chronic ill health is safe to cruise. Particularly if they did not know them which is much more common in the UK. Due diligence and accountability come into play. And who in medical practice has the time anyway. 


sorry, this is off topic but I asked this on another thread and never got an answer. Just asking out of curiosity. In the US health system it’s typical to have a ‘primary care provider’ which is one doctor that you see for your annual physical and is usually your first point of contact for health issues. If anything is wrong that is who you would call or email with questions and would often see first when sick to get treatment or a referral to see a specialist. Is that different in the UK?

 

I had to get a medical release signed last year to go scuba diving (due to underlying health conditions). It was truly no big deal. My doctor’s office has a messaging system so I messaged her and described what I needed and asked if she would sign it. She said sure. I dropped it off at her office and picked it back up the next day. No appointment needed. If you truly are fit to cruise I would imagine this type of clearance letter could work essentially the same way. 

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On 4/23/2020 at 11:43 AM, bEwAbG said:

 

 

The cruise lines can make that determination today.  That is completely within their purview as the FCC policy is entirely their scheme.  They're hoping that restrictions will be lifted that allow people to sail sooner rather than later.  All of that is wishful thinking on their part, though.  I understand they want to keep the cash, but it's not really an ethical business decision.  The airlines were trying to do the exact same thing until the DOT reminded them that they were required by regulation to give refunds when a trip is cancelled.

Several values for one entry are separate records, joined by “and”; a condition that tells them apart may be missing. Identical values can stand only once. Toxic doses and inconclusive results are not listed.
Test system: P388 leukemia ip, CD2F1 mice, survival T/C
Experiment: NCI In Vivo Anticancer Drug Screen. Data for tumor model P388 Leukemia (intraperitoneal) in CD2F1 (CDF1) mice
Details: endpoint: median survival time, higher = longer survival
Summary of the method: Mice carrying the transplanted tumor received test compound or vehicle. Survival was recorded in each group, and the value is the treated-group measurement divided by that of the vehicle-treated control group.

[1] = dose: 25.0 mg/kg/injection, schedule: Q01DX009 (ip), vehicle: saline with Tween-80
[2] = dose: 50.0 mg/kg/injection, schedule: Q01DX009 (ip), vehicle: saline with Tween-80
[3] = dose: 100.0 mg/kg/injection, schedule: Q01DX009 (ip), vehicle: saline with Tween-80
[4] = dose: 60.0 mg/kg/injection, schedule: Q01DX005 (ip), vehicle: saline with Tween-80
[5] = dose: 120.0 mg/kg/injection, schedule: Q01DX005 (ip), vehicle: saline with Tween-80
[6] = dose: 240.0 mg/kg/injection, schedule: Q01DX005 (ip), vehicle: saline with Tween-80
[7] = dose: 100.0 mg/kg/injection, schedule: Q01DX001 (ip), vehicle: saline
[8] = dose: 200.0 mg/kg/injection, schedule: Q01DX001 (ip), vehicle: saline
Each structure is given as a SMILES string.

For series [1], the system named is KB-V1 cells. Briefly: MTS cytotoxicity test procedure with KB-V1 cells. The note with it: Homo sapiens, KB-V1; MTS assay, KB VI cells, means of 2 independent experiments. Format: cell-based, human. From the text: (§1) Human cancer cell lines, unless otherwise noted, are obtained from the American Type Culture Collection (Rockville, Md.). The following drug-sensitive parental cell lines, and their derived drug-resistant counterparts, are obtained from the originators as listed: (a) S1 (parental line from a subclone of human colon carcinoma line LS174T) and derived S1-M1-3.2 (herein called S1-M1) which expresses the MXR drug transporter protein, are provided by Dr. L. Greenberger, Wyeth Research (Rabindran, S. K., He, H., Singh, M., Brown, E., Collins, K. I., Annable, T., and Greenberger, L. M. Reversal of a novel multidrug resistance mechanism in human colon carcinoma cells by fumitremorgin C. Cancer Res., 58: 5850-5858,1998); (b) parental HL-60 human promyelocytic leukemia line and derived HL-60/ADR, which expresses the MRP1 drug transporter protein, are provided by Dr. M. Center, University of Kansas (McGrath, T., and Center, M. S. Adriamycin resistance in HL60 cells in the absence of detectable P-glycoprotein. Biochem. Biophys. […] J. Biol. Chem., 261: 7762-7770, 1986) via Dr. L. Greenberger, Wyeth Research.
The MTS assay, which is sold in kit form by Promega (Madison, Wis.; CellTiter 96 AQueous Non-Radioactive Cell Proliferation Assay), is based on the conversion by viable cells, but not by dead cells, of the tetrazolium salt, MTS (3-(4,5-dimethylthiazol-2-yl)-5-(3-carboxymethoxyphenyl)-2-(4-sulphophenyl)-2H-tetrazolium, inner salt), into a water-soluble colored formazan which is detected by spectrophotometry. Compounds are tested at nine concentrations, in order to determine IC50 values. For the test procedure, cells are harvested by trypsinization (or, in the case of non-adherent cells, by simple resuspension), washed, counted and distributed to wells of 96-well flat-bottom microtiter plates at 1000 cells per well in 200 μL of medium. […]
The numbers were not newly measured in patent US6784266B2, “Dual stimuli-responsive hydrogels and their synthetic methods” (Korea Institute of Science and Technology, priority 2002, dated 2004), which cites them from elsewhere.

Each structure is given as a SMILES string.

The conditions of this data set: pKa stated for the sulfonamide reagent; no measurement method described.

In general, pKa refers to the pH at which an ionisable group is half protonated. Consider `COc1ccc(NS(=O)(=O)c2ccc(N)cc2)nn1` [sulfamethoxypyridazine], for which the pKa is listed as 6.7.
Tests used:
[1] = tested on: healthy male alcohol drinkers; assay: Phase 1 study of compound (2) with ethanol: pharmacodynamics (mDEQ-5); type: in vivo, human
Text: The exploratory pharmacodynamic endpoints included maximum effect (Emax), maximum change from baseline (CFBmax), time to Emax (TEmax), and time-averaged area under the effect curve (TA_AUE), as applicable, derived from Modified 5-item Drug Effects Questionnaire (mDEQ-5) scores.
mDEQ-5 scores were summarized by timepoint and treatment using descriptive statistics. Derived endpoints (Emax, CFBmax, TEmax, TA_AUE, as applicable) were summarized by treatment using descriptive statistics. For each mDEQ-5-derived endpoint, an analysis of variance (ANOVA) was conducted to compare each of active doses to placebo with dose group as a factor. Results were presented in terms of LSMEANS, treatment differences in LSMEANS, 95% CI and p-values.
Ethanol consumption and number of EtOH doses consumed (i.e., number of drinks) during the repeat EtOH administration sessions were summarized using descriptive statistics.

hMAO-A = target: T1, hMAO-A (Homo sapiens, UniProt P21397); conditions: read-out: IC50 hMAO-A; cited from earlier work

Lest we forget, cruise lines are not 'required' by regulation to offer refunds under any situation or condition.

 

Read the CoC, as another poster on another thread suggested that cruise lines were required to offer refunds and I Am still waiting for them to point out ANY regulation, law or CoC where this is true.

 

Cruise lines are providing refunds, to some degree and it is taking time for whatever reason or thought process.

 

Yes, I Am waiting for one (1) refund of four (4) trips, I have moved three (3) to future dates with the distinct understanding that at some future point, I will get a refund if I were to change my mind about those sailings.

 

bon voyage

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On 4/23/2020 at 11:43 AM, bEwAbG said:

The cruise lines can make that determination today.  That is completely within their purview as the FCC policy is entirely their scheme.  They're hoping that restrictions will be lifted that allow people to sail sooner rather than later.  All of that is wishful thinking on their part, though.  I understand they want to keep the cash, but it's not really an ethical business decision.  The airlines were trying to do the exact same thing until the DOT reminded them that they were required by regulation to give refunds when a trip is cancelled.

Then were the cruise lines operating within their 'Cancellation Policies' there would be quite an uproar....

 

Cruise lines had to put something in place for this, after all we all agreed to the policy upon booking, right? Maybe many have not read the CoC's and other 'legal mumbo jumbo' we agree to by sending in that deposit, based on postings here on CC, we were mainly worried about tipping policies, dress codes, what the new ships look like and offer vs the prior builds, vs loyalty status...

 

No posts that I can ever remember talking about CoC's and other 'important policies' which cruise lines have in place and have had so for a very, very, very long time.

 

No uproar over those changes, until now? Hmmmm have you or anyone else who is posting about 'what cruise lines need to or should or have to do' ever read the DOT or FMC rules covering cruise lines?

 

Rhetorical question of course, because each of us 'know' what they need to do to satisfy our individual demands, requirements or desires. 'If I were in charge, this would happen.' LOL

 

bon voyage

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On 4/24/2020 at 11:13 PM, jagoffee said:

We will just have to disagree, cruise lines cannot possible know who can cruise and when they can cruise, due to the No Sail order and yet to be developed criteria.